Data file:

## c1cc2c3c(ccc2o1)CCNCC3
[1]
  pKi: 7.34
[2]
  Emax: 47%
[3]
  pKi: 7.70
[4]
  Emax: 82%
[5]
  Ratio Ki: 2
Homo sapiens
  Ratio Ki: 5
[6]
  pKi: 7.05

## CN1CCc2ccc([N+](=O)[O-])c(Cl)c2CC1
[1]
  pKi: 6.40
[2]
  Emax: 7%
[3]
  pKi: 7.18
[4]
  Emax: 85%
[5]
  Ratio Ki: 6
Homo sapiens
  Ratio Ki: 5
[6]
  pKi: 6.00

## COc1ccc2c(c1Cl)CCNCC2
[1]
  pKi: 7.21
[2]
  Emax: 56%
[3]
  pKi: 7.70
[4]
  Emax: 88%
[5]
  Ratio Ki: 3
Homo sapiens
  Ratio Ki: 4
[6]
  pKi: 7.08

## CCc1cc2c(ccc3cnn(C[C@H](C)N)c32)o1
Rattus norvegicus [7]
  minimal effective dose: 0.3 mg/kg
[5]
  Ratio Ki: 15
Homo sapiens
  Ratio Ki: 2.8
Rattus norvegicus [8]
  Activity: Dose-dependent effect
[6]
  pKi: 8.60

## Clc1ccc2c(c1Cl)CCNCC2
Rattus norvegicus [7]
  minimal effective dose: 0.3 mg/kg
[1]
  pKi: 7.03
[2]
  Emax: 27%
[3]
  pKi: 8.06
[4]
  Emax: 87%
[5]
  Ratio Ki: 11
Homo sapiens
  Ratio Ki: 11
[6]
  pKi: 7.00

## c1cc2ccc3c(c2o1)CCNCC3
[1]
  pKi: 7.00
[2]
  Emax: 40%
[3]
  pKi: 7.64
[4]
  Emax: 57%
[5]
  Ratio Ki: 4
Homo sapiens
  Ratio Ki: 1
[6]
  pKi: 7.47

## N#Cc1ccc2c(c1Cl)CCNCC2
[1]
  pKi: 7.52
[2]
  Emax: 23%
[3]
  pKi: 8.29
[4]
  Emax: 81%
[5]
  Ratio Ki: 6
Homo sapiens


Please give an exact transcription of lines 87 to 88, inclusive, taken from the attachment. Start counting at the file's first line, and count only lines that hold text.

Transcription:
[6]
  pKi: 7.47